Longest Strike Halts Germany’s Train Services

Longest Strike Halts Germany's Train Services

Longest Strike Halts Germany's Train Services

The ongoing labor dispute between Deutsche Bahn (DB) and the German Train Drivers’ Union (GDL) has escalated as train drivers in Germany commenced their longest strike to date. This strike, which started at 2:00 a.m. local time (0100 GMT) on Wednesday, is expected to have a significant impact on thousands of passengers and could potentially result in a loss of up to €1 billion ($1.1 billion) for the economy. The strike for passenger traffic will continue until 6 p.m. on Monday, while the strike for freight trains began a day earlier.

German Train Strike Initiates with DB Implementing Provisional Timetable

Deutsche Bahn has officially announced that its temporary emergency schedule is currently in effect, resulting in only 20% of long-distance trains operating. In light of this, the company strongly advises passengers to verify the status of their intended connection beforehand, secure seat reservations to ensure a spot, and contemplate rescheduling their trip if it is not absolutely essential. Additionally, during the strike, tickets designated for particular trains can be utilized for alternative services.

The strike’s impact on local services varies across different regions, affecting various regional, urban, and suburban services operated by private companies like National Express or Eurobahn. In the western state of North Rhine-Westphalia, for example, the strike affected 41 out of the slightly more than half (42) of the regional services running normally. However, the strike’s influence on the DB infrastructure could still affect even the unaffected services.

Longest Strike Halts Germany’s Train Services

In Hamburg, traffic coordinators observed an increase in motorway traffic congestion as morning commuters opted for the Autobahn. A planned farmers’ protest, featuring approximately 100 tractors parading into the city center, may cause additional disruptions for the evening commute home before a scheduled demonstration at 7 p.m. local time.

Despite concerns about potential ripple effects on other sectors of the economy, Hamburg harbor and logistics operators reported no significant limitations at container terminals resulting from the freight train strike.

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Politicians Voice Renewed Criticism

However, the GDL is facing increasing pressure as politicians from the conservative opposition CDU/CSU are advocating for stricter laws to make future strikes of this magnitude more challenging.

CDU lawmaker Gitta Connemann emphasizes that completing an arbitration process before resorting to strikes is crucial for handling critical infrastructure, not the reverse order. She expressed this viewpoint during an interview with Deutschlandfunk radio.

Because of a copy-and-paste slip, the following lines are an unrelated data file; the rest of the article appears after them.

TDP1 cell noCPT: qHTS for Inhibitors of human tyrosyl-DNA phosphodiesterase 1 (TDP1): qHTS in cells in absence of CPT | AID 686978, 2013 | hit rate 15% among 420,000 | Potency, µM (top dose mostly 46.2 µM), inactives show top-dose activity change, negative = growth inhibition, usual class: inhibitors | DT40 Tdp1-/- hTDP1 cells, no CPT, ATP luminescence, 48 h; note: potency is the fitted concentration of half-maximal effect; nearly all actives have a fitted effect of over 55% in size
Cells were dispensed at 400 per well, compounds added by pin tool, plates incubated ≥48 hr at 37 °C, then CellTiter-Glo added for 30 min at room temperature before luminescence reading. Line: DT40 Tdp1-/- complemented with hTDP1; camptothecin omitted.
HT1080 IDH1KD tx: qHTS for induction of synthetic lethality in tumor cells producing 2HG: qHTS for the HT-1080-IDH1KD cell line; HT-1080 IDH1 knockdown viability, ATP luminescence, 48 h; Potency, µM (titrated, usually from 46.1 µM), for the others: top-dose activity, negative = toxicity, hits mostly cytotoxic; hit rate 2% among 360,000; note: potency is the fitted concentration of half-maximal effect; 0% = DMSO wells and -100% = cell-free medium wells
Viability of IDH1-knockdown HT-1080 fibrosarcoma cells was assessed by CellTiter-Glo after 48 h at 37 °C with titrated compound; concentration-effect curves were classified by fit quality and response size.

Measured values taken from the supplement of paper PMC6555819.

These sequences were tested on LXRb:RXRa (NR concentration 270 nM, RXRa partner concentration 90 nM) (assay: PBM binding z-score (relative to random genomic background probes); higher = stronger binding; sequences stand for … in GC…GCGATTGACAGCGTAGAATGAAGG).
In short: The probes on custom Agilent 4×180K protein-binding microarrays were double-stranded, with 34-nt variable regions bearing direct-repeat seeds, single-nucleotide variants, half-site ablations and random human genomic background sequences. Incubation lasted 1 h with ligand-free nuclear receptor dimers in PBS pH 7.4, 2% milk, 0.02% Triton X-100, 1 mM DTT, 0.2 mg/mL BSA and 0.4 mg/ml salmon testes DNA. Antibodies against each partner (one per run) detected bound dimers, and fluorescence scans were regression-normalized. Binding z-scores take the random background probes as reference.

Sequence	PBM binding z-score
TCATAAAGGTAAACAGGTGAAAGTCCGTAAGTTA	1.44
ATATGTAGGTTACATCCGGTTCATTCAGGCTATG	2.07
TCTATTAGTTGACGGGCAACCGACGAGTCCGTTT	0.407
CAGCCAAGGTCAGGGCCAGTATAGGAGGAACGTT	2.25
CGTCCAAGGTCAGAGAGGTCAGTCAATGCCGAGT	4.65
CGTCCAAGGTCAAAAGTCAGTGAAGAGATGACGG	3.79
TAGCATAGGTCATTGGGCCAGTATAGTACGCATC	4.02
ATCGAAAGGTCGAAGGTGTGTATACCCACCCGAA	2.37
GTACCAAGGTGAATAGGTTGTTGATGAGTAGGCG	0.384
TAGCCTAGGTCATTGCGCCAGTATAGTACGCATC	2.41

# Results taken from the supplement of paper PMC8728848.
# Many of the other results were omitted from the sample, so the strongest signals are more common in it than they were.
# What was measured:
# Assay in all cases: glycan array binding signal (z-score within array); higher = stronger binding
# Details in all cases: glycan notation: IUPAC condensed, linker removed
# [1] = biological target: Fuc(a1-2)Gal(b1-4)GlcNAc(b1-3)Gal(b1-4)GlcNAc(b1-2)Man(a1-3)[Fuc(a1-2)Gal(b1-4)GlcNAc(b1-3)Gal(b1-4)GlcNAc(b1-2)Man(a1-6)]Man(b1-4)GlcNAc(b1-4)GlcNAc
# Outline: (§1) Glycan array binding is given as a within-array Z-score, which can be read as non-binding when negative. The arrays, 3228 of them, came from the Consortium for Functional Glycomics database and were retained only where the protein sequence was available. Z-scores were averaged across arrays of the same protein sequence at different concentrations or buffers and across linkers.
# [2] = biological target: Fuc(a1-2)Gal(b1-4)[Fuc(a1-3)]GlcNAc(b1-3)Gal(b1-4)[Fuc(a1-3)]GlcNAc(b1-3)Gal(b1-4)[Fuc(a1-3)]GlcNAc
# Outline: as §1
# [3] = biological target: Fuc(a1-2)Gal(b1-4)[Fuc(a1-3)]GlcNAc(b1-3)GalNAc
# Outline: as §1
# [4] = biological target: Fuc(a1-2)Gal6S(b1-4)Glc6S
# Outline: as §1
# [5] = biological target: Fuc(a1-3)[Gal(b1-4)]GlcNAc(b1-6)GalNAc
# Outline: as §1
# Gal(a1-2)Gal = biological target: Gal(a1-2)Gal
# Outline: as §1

Martin Huber, the general secretary of the CSU, the Bavarian sister party of the CDU, supported Connemann’s stance and emphasized the need for a suitable deadline for strikes.

Furthermore, the railway industry has also criticized the unprecedented six-day strike. The “Pro Rail Alliance” distanced itself from the industrial action, expressing concerns that it may discourage many passengers from choosing rail travel in the future. Dirk Flege, the chief executive of the alliance, called for a reduction in both the rhetoric and actions surrounding the strike.

Enduring Dispute: Navigating the Long-Running Challenges

This marks the fourth occurrence of a rail strike by GDL since November, signifying a further intensification of the ongoing dispute between GDL and Deutsche Bahn regarding salaries and work hours.

Remarkably, this strike follows closely after the previous walkout staged by rail employees on January 10 and 12.

The most recent direct negotiations between GDL and DB occurred at the conclusion of November 2023. On Monday, GDL announced that it had declined an improved offer, which included salary increases and a one-time payment to offset inflation.

Longest Strike Halts Germany’s Train Services

In addition to this, GDL aims to reduce the weekly working hours for shift workers from 38 to 35 hours without any reduction in salary. While Deutsche Bahn has proposed a reduction to 37 hours starting in 2026, they argue that the union’s demands are impractical due to the exacerbation of existing staff shortages.

‘Strike against German economy’

Tanja Gönner, the managing director of the Federation of German Industries (BDI), stated that losses amounting to €1 billion are not unrealistic due to the six-day strike. The strike is seen as a direct attack on the German economy, according to Anja Broeker, a spokesperson for Deutsche Bahn. She emphasized that the strike affects cargo traffic, including supplies for power plants and refineries.

Despite efforts by DB Cargo to secure the supply chain, Broeker acknowledged that there will still be some impact. Deutsche Bahn estimates that each strike will result in a low two-digit million figure in costs, but experts predict even greater economic losses.

Transport Minister Volker Wissing labeled the strike “destructive” and voiced concern about its added strain on already overburdened supply chains, impacted by Houthis’ attacks on Red Sea shipping routes in Yemen.

Wissing criticized the blocking of trains during non-negotiation periods, stating it is unfair to train travelers. He believes that both parties should be at the negotiating table instead.

Claus Weselsky, the head of GDL, defended the strike as proportionate, legal, and permitted. He argued that the strike needs to be stronger and longer because the management of Deutsche Bahn is not receptive to advice.

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